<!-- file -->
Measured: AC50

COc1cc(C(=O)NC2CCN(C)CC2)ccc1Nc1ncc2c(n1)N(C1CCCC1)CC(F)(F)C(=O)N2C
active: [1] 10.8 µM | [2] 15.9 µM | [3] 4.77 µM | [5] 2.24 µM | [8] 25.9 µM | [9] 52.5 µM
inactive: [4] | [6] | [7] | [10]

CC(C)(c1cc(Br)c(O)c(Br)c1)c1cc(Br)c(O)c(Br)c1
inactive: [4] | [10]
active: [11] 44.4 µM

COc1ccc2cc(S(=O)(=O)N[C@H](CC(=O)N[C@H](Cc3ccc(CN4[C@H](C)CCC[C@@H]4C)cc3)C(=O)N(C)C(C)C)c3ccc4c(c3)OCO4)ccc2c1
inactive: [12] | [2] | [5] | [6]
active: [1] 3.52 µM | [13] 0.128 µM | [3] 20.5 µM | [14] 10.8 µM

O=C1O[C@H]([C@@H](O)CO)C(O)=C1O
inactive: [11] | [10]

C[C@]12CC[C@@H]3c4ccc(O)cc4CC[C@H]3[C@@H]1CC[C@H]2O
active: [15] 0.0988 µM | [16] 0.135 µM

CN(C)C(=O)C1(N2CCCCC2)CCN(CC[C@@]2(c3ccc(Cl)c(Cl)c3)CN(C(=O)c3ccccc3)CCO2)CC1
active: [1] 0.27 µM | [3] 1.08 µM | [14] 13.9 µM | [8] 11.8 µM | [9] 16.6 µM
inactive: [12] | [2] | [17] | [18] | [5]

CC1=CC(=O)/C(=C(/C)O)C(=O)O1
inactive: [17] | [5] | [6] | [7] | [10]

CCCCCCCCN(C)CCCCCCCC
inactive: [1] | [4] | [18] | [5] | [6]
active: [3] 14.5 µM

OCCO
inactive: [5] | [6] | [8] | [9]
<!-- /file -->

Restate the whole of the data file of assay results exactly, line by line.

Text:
Measured: AC50

COc1cc(C(=O)NC2CCN(C)CC2)ccc1Nc1ncc2c(n1)N(C1CCCC1)CC(F)(F)C(=O)N2C
active: [1] 10.8 µM | [2] 15.9 µM | [3] 4.77 µM | [5] 2.24 µM | [8] 25.9 µM | [9] 52.5 µM
inactive: [4] | [6] | [7] | [10]

CC(C)(c1cc(Br)c(O)c(Br)c1)c1cc(Br)c(O)c(Br)c1
inactive: [4] | [10]
active: [11] 44.4 µM

COc1ccc2cc(S(=O)(=O)N[C@H](CC(=O)N[C@H](Cc3ccc(CN4[C@H](C)CCC[C@@H]4C)cc3)C(=O)N(C)C(C)C)c3ccc4c(c3)OCO4)ccc2c1
inactive: [12] | [2] | [5] | [6]
active: [1] 3.52 µM | [13] 0.128 µM | [3] 20.5 µM | [14] 10.8 µM

O=C1O[C@H]([C@@H](O)CO)C(O)=C1O
inactive: [11] | [10]

C[C@]12CC[C@@H]3c4ccc(O)cc4CC[C@H]3[C@@H]1CC[C@H]2O
active: [15] 0.0988 µM | [16] 0.135 µM

CN(C)C(=O)C1(N2CCCCC2)CCN(CC[C@@]2(c3ccc(Cl)c(Cl)c3)CN(C(=O)c3ccccc3)CCO2)CC1
active: [1] 0.27 µM | [3] 1.08 µM | [14] 13.9 µM | [8] 11.8 µM | [9] 16.6 µM
inactive: [12] | [2] | [17] | [18] | [5]

CC1=CC(=O)/C(=C(/C)O)C(=O)O1
inactive: [17] | [5] | [6] | [7] | [10]

CCCCCCCCN(C)CCCCCCCC
inactive: [1] | [4] | [18] | [5] | [6]
active: [3] 14.5 µM

OCCO
inactive: [5] | [6] | [8] | [9]